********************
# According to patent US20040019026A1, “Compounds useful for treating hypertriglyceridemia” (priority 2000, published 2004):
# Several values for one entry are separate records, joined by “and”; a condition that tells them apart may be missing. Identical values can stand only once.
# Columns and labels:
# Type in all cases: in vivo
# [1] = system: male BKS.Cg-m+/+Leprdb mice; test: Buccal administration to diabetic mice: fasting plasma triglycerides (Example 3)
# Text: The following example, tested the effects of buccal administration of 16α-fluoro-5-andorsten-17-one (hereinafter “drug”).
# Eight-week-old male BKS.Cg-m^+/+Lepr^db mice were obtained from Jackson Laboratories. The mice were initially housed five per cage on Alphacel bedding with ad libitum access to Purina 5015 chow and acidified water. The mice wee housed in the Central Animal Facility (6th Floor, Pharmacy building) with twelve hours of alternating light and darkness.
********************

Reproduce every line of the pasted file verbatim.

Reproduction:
# According to patent US20040019026A1, “Compounds useful for treating hypertriglyceridemia” (priority 2000, published 2004):
# Several values for one entry are separate records, joined by “and”; a condition that tells them apart may be missing. Identical values can stand only once.
# Columns and labels:
# Type in all cases: in vivo
# [1] = system: male BKS.Cg-m+/+Leprdb mice; test: Buccal administration to diabetic mice: fasting plasma triglycerides (Example 3)
# Text: The following example, tested the effects of buccal administration of 16α-fluoro-5-andorsten-17-one (hereinafter “drug”).
# Eight-week-old male BKS.Cg-m^+/+Lepr^db mice were obtained from Jackson Laboratories. The mice were initially housed five per cage on Alphacel bedding with ad libitum access to Purina 5015 chow and acidified water. The mice wee housed in the Central Animal Facility (6th Floor, Pharmacy building) with twelve hours of alternating light and darkness.